In fact the CFNetwork.framework is provided by Apple and contains interfaces for accessing the network via the WiFi and cellular radios, however the ability to provide the functionality found in WiFi stumblers does not appear to be a part of this library.

  3. @Jersey_Trader

    I use one called “WiFiFoFum” for instance. It shows me all sorts of things that the Apple utility doesn’t, for instance what channels different WiFi hosts are on.

    I use this typically when setting up WiFi for clients in order not to put them on a channel that is crowded or close to a crowded channel.

    In addition, the utilities show me more available WiFi hosts than the Apple tool does. I can also tell if one SSID is really a Wireless Distribution network with multiple distribution points. I can pick the strongest if I like.

    It also shows me hidden networks.

    There is a display that shows a radar screen like image of nearby hotspots.

    Tools like this turn the iPhone into a handy network analysis tool, so like MDN mentions, I hope they provide an SDK for this functionality in the future, cause without it, the iPhone has been effectively dumbed down, yet again.

  4. @Tommy Boy

    I see no hypocrisy. MDN explained the private frameworks issue, that the consequences might be, and that being said, went on to describe a great app.

  5. As a regular user, I’ve never seen a need for these apps the iPhone finds any available WiFi point effectively enough for me. Geek tools are fine but should conform to the rules like other apps.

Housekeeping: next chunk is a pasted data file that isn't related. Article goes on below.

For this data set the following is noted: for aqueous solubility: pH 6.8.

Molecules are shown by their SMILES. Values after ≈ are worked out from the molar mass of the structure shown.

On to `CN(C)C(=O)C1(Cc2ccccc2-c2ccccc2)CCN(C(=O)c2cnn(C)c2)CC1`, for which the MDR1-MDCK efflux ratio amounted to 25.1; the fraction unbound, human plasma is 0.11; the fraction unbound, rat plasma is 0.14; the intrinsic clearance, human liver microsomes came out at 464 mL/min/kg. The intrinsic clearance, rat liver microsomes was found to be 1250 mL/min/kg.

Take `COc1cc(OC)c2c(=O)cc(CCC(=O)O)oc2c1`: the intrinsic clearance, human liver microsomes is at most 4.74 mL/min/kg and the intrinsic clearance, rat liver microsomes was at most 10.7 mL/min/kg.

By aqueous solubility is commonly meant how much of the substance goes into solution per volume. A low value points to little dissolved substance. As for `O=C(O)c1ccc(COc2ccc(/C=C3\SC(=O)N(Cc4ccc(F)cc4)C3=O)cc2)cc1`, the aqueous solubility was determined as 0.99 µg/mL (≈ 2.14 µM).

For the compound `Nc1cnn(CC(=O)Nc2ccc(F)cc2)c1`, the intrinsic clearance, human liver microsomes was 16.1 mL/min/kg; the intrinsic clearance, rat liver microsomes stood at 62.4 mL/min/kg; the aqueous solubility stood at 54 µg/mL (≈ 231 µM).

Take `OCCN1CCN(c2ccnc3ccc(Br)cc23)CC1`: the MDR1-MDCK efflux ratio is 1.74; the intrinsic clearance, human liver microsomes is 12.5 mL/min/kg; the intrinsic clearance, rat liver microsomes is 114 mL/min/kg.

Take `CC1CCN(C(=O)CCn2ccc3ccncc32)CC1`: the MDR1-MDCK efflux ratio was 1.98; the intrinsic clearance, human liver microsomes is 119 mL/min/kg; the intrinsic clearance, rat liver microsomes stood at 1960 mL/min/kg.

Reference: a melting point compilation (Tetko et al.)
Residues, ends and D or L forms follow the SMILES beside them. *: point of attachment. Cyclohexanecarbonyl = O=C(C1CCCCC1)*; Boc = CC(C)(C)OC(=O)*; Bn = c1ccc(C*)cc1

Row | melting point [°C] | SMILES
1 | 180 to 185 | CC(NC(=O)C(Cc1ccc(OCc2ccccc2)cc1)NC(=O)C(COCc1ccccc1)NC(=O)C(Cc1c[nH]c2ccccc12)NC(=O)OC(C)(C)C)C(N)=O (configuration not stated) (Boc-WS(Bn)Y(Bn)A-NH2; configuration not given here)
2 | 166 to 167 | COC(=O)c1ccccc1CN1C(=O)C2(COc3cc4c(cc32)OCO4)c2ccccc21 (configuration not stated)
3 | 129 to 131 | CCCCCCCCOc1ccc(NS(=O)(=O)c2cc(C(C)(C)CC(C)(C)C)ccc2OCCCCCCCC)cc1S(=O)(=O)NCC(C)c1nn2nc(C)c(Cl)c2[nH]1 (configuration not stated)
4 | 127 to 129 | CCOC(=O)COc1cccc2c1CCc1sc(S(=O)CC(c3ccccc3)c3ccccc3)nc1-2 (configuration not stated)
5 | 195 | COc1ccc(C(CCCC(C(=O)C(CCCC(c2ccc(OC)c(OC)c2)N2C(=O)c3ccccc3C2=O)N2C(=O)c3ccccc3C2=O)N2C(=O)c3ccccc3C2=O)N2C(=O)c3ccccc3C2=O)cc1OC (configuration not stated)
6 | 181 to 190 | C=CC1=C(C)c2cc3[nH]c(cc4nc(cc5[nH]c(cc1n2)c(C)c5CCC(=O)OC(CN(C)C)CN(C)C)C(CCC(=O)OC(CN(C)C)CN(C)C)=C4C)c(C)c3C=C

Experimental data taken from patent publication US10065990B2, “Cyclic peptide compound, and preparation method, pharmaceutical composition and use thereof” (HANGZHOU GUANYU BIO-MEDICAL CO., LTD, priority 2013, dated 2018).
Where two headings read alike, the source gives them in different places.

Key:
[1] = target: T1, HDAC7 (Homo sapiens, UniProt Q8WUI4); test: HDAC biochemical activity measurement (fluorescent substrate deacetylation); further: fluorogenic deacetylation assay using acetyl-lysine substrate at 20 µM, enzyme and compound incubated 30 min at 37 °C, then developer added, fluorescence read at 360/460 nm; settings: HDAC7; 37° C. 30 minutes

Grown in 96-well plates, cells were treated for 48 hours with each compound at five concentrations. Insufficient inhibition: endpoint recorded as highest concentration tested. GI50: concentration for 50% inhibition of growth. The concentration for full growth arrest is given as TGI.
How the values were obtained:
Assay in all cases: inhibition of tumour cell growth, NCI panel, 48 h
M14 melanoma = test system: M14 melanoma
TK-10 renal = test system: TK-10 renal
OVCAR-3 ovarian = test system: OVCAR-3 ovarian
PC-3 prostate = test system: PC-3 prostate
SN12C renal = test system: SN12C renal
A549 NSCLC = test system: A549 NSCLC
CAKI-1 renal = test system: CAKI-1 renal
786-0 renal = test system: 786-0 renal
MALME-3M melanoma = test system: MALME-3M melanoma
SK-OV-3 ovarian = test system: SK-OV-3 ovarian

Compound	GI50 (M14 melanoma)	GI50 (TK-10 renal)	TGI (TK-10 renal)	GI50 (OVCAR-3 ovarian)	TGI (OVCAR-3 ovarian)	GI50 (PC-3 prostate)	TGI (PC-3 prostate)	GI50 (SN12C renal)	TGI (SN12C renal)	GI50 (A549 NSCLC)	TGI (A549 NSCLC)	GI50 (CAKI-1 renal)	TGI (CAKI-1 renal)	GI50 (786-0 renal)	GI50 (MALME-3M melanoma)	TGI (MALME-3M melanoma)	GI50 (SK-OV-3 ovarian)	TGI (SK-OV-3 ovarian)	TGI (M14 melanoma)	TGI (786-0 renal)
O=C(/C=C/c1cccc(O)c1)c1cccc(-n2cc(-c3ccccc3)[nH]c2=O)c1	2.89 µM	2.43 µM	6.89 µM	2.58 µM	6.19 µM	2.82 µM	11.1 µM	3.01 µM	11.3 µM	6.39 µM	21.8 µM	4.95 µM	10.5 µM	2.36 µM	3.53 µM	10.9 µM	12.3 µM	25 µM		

6. @Tommy Boy,

    Yes, conservative hypocrisy is annoying; just as annoying as the just-as-common liberal/progressive hypocrisy.

    In fact, maybe we could leave politics out of it and just say hypocrisy in general is annoying. How about that?

    Especially since, as thelonious point out, there’s no hypocrisy in simply articulating why the apps were banned, but also affirming that you like the apps.

  7. Yes, Apple has the legal right to remove these applications for violating the developer’s agreement. The rationale that they may become unstable is accurate. BUT Apple is getting a reputation for capriciousness that will start to push developers away. This is not good. The old M$ understood, even Ballmer understood (in his limited capacity): “Developers! Developers! Developers!” chanted the Monkey Boy. Consistency in treating developers/apps is a needed priority.

  8. Will App Store refund me the money for those apps?

    Why did they approve them at the first place?
    So apple screened carefully and approved app which should not have been approved; collected money for those … then took them out of store with no warning and said that it will break them.

    What a pile of crap!

    Also not so surprised to see that so many “users” never see the need for such apps … there are always people which lack imagination who never realized how limited are they by apple. Lots of them around in MDN ” width=”19″ height=”19″ alt=”smile” style=”border:0;” />

    Now start throwing your s..t at MDN fan, I promise: my feelings will be very badly hurt.